Thursday, November 29, 2007

Poisonous Toilet

An inconceivable volume of sewage, over 37.8 billion litres with a raw discharge of 34.2 billion litres, is generated by the CRD (Capital Regional District) annually. Currently, Victoria has a major issue with the way sewage is processed and disposed of through the Clover Point and Macaulay Point pump stations. Until recently, numerous reports regarding the implementation of further processing facilities have been ignored. Some think processing facilities will hamper the beauty of the city; yet, from another perspective, these plants represent what Victoria should be: a steward of the environment. Implementing change in sewage treatment is necessary for the environment as well as for the way Victoria is viewed by other nations.

As we have seen, sewage is a potentially dangerous substance and must be handled properly. It is considered a variable liquid mixture and is composed of various materials: human waste, wash water, general urban rainfall run-off, surplus manufactured liquids from domestic sources, as well as industrial cooling and processing waters. Approximately 95% is water with the remainder consisting of bacteria, organic particles, inorganic particles, animals, macro-solids, gases, emulsions and toxins. In order to contain these waste products, prior to discharge into the ocean, treatment facilities are required. Sewage treatment is the process that removes the majority of the contaminants from wastewater or sewage and produces a liquid effluent, suitable for disposal to the natural environment, and a toxic sludge. There are three stages of treatment and currently the CRD pumps raw sewage directly into the ocean using only primary treatment.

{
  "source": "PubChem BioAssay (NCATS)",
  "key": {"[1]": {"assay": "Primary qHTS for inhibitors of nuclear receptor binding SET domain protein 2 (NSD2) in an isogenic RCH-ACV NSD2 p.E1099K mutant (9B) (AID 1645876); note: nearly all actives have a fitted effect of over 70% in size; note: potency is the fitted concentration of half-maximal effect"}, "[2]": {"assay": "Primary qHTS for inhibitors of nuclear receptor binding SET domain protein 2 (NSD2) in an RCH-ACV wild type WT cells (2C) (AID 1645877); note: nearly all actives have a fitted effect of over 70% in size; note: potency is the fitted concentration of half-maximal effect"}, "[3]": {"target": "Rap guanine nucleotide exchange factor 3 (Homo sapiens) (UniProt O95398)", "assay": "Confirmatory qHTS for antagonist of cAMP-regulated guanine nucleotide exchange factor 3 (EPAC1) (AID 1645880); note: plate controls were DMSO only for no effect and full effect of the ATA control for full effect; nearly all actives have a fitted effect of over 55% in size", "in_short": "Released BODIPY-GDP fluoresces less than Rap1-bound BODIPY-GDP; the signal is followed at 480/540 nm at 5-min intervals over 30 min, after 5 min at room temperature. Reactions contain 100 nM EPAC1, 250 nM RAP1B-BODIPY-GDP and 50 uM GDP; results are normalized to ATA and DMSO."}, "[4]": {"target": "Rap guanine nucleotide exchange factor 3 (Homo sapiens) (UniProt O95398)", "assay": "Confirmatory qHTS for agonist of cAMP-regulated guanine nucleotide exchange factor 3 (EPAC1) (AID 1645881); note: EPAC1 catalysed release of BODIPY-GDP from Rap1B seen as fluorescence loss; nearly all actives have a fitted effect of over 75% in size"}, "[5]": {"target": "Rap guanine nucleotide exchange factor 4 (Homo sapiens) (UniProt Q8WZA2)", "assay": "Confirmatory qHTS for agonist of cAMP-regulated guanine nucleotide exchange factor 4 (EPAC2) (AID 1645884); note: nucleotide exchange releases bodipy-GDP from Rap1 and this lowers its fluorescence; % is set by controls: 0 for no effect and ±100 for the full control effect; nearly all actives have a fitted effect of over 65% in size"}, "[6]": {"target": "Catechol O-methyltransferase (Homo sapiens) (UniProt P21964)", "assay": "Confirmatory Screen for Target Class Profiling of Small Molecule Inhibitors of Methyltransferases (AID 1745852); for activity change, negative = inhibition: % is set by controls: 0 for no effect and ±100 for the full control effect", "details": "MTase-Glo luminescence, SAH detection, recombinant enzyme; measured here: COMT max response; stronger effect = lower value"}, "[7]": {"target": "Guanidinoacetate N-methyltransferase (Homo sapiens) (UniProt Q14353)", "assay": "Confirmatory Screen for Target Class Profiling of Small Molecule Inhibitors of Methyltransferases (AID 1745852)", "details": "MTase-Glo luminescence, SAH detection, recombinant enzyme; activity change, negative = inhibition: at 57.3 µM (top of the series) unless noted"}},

The receiving waters are the Strait of Juan de Fuca primarily, and the Strait of Georgia. These vast bodies of water, through agitation and current, are expected to be the sewage treatment facilities for Victoria and surrounding areas. Unfortunately, this is not the case. As seen by underwater photography, there is an area of polluting waste the size of Beacon Hill Park and as tall as B.C. Place at the end of the Clover Point outfall. From this site sewage plumes can be detected up to eight months of the year. The toxins in sewage go further than just polluting the local beaches; they integrate their way into the health of our families, the environment, and the local economy. In the article on a website called ecobc.org, Jennifer McLarty of Victoria News states ,”Using CRD samples taken from outfalls at Macaulay and Clover points between 2000 and 2003, Sierra Legal biologists discovered 19 out of 29 provincially monitored substances were present and that they exceeded legislated limits. The list of potentially harmful chemicals includes mercury, lead, copper and polycyclic aromatic hydrocarbons…” (1). Many of these toxic substances are bioaccumulants and contribute to biomagnification. These pollutants drastically affect benthic animals and organisms, and as a result the effluent is damaging shellfish populations: bylaws against harvesting have been established. Not only is primary treatment insufficient, “approximately 200-300 million litres of overflows and by-passes occur during moderate to heavy rainfall events.” (2). These numbers are staggering and treatment must be implemented immediately so these bodies of water do not turn into another one of the worlds “dead zones”.